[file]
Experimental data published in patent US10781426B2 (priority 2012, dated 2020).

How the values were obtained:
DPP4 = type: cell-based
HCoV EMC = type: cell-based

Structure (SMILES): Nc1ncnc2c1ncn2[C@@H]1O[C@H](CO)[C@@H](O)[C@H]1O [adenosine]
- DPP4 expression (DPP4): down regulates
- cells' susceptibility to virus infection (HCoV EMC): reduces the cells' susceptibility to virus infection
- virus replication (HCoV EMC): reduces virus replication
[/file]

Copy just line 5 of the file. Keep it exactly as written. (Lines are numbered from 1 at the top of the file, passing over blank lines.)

Structure (SMILES): Nc1ncnc2c1ncn2[C@@H]1O[C@H](CO)[C@@H](O)[C@H]1O [adenosine]